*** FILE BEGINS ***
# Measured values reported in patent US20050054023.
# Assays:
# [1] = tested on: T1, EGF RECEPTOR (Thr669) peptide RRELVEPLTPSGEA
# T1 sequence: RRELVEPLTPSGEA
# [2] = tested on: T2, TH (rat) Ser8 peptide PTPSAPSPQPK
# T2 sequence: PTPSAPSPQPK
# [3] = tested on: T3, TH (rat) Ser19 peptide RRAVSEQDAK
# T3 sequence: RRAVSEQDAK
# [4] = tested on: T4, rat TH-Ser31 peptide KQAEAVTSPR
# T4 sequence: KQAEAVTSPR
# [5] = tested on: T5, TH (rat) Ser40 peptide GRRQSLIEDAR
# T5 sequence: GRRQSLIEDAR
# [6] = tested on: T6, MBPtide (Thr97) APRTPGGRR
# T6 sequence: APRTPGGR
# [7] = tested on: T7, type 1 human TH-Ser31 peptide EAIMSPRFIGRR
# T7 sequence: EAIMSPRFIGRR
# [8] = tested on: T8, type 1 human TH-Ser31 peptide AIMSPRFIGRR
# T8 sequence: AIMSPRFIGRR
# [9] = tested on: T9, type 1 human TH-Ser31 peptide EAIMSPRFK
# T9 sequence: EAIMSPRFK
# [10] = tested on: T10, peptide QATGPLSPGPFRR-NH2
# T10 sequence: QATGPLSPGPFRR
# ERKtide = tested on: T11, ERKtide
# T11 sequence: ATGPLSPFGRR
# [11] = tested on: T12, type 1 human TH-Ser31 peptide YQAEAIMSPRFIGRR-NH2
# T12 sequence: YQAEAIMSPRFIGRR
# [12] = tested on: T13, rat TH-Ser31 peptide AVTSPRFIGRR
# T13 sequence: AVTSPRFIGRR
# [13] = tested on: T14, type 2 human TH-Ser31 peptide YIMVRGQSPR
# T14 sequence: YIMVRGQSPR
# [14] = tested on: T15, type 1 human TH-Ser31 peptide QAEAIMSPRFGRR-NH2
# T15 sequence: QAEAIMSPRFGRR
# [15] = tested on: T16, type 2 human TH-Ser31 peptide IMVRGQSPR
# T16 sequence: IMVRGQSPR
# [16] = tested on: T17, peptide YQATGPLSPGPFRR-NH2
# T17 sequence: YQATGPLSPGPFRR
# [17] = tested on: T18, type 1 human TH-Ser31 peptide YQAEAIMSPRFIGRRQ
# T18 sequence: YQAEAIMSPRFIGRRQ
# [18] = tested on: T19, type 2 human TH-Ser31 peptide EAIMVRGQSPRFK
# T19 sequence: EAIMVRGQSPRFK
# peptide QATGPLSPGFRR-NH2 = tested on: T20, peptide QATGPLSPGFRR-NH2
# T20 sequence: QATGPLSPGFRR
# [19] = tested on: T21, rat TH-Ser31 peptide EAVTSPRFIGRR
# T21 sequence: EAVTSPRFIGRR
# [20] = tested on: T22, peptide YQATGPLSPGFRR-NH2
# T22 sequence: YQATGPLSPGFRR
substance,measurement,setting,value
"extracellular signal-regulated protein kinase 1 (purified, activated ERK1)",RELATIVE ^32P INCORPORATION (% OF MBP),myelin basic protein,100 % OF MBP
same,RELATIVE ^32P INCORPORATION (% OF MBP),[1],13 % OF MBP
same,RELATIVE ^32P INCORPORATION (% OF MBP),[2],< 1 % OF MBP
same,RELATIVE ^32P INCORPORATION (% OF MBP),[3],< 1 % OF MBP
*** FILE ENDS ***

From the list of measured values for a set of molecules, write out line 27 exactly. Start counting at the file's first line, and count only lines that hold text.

# [12] = tested on: T13, rat TH-Ser31 peptide AVTSPRFIGRR